LATimes: Agent.BTZ Might be Concerted Cyber-Attack

The Los Angeles Times reports that the reports about the Agent.BTZ worm spreading to the U.S Army networks might be a coordinated attacks originating from Russia[1].

The U.S Central Command is now infected with the worm and a high-classified network has been hit also.

It is unclear if the author of the article thinks that an infection is the same things as an ‘attack’ though. From the article:

“Military electronics experts have not pinpointed the source or motive of the attack and could not say whether the destructive program was created by an individual hacker or whether the Russian government may have had some involvement.”

This infection has been report at the beginning of the month. This might just be sensationalism ofrcomplete ignorance from the author who might think than an infection by a worm made in Russia is a deliberate attack.

Officials would not describe the exact threat from agent.btz, or say whether it could shut down computers or steal information. Some computer experts have reported that agent.btz can allow an attacker to take control of a computer remotely and to take files and other information from it.

Then maybe they should just call Symantec or F-Secure or even better, Google it…or this if they are having a hard time..

See also:

“U.S Army Infected by Worm”, Jonathan Racicot, Cyberwarfare Magazine, November 11, 2008, http://cyberwarfaremag.wordpress.com/2008/11/20/us-army-infected-by-worm/

Add to FacebookAdd to NewsvineAdd to DiggAdd to Del.icio.usAdd to StumbleuponAdd to RedditAdd to BlinklistAdd to Ma.gnoliaAdd to TechnoratiAdd to Furl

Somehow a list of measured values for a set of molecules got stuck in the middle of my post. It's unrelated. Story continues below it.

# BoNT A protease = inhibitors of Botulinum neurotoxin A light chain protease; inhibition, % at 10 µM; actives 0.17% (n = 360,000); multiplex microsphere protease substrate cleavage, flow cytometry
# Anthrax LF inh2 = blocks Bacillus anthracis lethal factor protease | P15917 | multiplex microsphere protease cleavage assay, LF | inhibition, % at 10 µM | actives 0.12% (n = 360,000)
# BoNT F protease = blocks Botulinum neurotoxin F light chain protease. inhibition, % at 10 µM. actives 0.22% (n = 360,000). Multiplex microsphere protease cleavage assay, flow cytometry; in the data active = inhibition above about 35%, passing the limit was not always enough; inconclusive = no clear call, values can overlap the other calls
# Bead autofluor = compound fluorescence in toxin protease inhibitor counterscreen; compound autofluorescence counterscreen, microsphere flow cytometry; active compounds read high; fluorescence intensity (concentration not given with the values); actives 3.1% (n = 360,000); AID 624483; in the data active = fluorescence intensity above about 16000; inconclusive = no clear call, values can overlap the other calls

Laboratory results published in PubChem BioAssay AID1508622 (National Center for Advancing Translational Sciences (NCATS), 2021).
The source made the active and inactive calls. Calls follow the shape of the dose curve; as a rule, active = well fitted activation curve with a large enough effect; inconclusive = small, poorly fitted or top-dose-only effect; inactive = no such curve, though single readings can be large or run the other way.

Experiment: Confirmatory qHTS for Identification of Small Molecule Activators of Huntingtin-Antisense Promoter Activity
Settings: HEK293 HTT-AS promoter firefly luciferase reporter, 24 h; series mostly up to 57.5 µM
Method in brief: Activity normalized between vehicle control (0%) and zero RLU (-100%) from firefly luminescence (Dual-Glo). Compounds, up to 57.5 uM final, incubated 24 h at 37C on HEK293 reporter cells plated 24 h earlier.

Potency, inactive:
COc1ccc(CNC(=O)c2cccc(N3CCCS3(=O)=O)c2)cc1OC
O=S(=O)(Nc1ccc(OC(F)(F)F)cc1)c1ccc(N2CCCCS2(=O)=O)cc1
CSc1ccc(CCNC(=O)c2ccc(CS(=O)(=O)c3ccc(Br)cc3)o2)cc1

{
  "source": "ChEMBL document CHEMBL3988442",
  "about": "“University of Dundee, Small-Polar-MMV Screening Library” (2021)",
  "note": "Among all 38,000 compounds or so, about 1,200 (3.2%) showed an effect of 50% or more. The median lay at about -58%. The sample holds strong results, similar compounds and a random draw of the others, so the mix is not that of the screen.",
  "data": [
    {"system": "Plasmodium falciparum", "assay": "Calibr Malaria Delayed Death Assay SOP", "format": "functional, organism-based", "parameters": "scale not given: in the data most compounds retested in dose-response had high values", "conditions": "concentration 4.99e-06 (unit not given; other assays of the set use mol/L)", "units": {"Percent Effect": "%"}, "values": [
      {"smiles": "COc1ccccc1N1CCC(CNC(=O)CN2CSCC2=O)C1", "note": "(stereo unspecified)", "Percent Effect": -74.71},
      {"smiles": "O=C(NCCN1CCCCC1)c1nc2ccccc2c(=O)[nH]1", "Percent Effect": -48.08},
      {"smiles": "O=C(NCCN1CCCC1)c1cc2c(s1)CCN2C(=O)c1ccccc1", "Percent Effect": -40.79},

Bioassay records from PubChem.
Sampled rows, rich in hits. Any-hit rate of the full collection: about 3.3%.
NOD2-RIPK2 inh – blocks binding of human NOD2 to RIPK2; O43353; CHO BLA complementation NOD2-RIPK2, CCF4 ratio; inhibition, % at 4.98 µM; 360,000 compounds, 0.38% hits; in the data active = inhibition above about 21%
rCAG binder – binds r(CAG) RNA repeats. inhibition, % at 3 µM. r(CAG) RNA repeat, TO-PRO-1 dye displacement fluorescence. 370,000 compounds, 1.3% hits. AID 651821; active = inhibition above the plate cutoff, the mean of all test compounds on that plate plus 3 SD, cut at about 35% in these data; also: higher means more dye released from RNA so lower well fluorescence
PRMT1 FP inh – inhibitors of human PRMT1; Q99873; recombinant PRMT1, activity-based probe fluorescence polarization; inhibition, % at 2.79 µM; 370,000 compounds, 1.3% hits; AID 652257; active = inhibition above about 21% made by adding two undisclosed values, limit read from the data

[1] “Cyber-attack on Defense Department computers raises concerns”, Julian E. Barnes, Los Angeles Times,  November 28, 2008, http://www.latimes.com/news/nationworld/iraq/complete/la-na-cyberattack28-2008nov28,0,230046.story (accessed on November 28, 2008)

Use of Cyber Warfare Will Limit U.S Freedom of Action says Intelligence

Not entirely cyber warfare related but still a very interesting read, but according to the Global Trends 2025 report by the National Intelligence Council, irregular warfare, which cyber warfare is part of, will play a determinant part into the future of the United States:

“… expanded adoption of irregular warfare tactics by both state and nonstate actors, proliferation of long-range precision weapons, and growing use of cyber warfare attacks increasingly will constrict US freedom of action.[1]

Unfortunately this is the only mention of cyber warfare in the report, which fails to go into further details. This shouldn’t come to a surprise to anyone though. We all know how reliant on technology everything is nowadays and the interconnection between every part of the modern society. Not only does the United States recognized that cyber warfare will be an important part of the upcoming conflicts, but also does China and Russia, which are stated to become heavyweights on the world stage:

“Few countries are poised to have more impact on the world over the next 15-20 years than China. If current trends persist, by 2025 China will have the world’s second largest economy and will be a leading military power.[2]

Right now, even with her very large armed forces of 2 million active personnel[3], China is trying to modernize its military to be more mobile and efficient. In order to accomplish that modernization, it has explored many new avenues that western societies are still trying to grasp. In 1999, two Chinese Air Forces colonels discussed new ways to conduct war in a guide titled “Unrestricted Warfare”, where they describe the use of computers as new weapons for future warfare:

“With technological developments being in the process of striving to increase the types of weapons, a breakthrough in our thinking can open up the domain of the weapons kingdom at one stroke. As we see it, a single man-made stock-market crash, a single computer virus invasion, or a single rumor or scandal that results in a fluctuation in the enemy country’s exchange rates or exposes the leaders of an enemy country on the Internet, all can be included in the ranks of new-concept weapons.[4]

Experts seem to agree that this kind of “new weapon” could do far more damage than one can imagine:

“If someone is able to attack information that is needed by decision makers, or that is crucial to organizing logistics and supply lines of an army on the ground, that means they can induce chaos in a nation[5] said Sami Saydjari, who worked as a Pentagon cyber expert for 13 years and now runs a private company, Cyber Defence Agency.